There are a dozen or so names that claim ownership to vast tracts of land in these mountains; family names that can be traced back to the original land patents and down through deeds that have been divided and subdivided through the ages. Some of these names have overflowed into the businesses of the towns and villages, to the plaques on the bank teller’s windows or the employee of the month wall at the local grocery. Some descendants have chosen to join the growing community of outsiders that have populated their once isolated hamlets, but others have taken deliberate steps to isolate themselves even further from the prying eyes of modern society. The once commercialized fascination of these backwoodsmen in the movies (locally set Cold Mountain, Nell and Deliverance) has turned to some impressive documentary style exploitations of television in Hillbilly Blood, Mountain Monsters, Moonshiners, Mountain Men, and Appalachian Outlaws. I am quite familiar with all of these filmed locations and in a few incidences, a couple of the actual characters. But still, there is danger in the hills when trespassing where you don’t belong. It is an almost a daily occurrence to be sitting outside and hear the sounds of firearms being discharged. Sometimes it is hunters in search of supper, often it is merely target practice, in the weeks before hunting season, it is the “sighting in” of their long rifles, but frequently, as evidenced by the rapid barrage and eclectic mixture of caliber rounds, it is nothing more than backwoods fun with a not-so-subtle implication. Bottom line, I keep to myself.
Shortly after I moved in here, I met the son of the builder who came up from Florida to build this house. The man asked me if I had ever been to the top of the mountain; I hadn’t. He told me a colorful tale of a four-wheeler expedition on some trails near the ridgeline and locating the headwaters of our Hide-Away Creek. He told me the terrain was steep, dense and difficult to maneuver, but that it would be worth my time if I ever get a four-wheeler (a desperate desire of mine).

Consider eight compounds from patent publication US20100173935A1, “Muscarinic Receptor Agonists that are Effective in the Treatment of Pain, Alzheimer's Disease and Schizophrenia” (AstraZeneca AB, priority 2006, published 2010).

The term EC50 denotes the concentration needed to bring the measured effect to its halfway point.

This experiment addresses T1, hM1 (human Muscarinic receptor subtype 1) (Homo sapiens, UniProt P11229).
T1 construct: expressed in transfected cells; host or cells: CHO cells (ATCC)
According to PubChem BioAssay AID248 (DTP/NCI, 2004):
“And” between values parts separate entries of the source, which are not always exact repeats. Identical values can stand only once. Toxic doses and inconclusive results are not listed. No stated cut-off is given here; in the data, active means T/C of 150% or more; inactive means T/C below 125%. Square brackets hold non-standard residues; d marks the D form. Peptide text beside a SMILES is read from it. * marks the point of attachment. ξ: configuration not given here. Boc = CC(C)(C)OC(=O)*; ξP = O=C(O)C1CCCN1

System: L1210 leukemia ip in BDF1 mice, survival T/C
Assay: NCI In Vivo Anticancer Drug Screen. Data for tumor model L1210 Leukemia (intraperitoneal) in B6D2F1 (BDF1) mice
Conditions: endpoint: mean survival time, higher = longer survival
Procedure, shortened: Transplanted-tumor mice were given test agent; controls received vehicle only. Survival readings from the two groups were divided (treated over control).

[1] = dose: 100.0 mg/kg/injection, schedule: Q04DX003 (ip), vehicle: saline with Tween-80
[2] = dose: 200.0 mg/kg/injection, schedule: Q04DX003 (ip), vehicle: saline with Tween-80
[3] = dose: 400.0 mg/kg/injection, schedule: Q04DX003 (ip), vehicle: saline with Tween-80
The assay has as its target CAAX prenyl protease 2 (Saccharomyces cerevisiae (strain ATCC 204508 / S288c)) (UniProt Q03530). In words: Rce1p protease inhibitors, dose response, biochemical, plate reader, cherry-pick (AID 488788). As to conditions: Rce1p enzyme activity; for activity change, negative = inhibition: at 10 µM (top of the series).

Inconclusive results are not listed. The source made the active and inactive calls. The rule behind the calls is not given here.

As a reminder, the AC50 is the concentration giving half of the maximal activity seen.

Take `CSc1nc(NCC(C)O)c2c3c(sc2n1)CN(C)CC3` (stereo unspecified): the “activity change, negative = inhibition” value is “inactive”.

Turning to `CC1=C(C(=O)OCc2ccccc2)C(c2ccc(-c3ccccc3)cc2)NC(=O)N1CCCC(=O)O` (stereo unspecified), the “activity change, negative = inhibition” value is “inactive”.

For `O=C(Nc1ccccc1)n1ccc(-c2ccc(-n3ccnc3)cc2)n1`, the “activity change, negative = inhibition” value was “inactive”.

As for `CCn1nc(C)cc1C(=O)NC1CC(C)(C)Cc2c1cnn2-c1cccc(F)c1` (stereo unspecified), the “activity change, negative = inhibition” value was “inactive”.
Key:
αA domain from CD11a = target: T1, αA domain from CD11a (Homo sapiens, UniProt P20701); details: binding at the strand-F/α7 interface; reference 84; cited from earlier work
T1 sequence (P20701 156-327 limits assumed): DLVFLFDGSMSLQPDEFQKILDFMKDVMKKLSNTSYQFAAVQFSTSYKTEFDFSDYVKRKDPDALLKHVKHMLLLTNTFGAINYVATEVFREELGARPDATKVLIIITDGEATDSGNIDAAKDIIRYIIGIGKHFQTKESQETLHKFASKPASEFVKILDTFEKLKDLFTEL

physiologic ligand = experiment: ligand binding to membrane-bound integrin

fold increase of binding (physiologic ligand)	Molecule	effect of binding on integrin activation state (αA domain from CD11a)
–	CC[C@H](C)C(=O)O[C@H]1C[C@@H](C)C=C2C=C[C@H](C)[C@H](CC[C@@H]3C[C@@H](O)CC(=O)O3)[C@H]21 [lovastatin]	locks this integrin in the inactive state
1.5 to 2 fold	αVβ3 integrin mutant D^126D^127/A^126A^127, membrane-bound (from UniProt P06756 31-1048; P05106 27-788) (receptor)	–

All that I have written here is the preface to these next few words:
On a relatively temperate night recently, my nurse-maid/friend, who’s been helping me recover from my recent infirmities, and I were sitting on the deck that faces west. She shushed me sharply and whispered, “Listen!” From the high regions just to the north of my house came the unmistakable sounds of clinking mason jars. We had no outside lights on so we sidled to the edge of the porch to watch and listen. In the woods, no more than a half-mile from me and about 1,000 feet higher on the hill, were lantern lights in an area where no house stands. We silently listened as bottle after bottle was filled and stowed until at last the industrious night-workers extinguished their lanterns and the mountain again became dark and deserted.
We traded jokes about hiking up to buy some fresh moonshine, but jokes were all they were. I know where to safely purchase White Lightning, both the legal kind and the untaxed local kind; I don’t think traipsing off onto a foreboding wooded hillside is a good way to procure a little hooch. Even if I were able to locate their burner, mash pot, thumper and worm, I doubt I would’ve survived long enough to consummate my intended commerce.
Old-timey mountain life still exists in these backwoods, and sometimes it is just up the road. People around here still miss and mourn for the country’s most famous moonshiner, Popcorn Sutton. He lived and worked his stills no more than a fifteen minute drive from where I live. Because of the ample availability, I know there are dozens, perhaps even hundreds of illegal stills operating within a few miles of my house. I wouldn’t want to mess with any of them, but it is oddly comforting to know that the indigenous Appalachian culture has not been usurped by the heavy hands of government regulations or the incursive onslaught of the outside society.
Mason jars clinking in the night, well that is just one more reason I love living in the Smokys.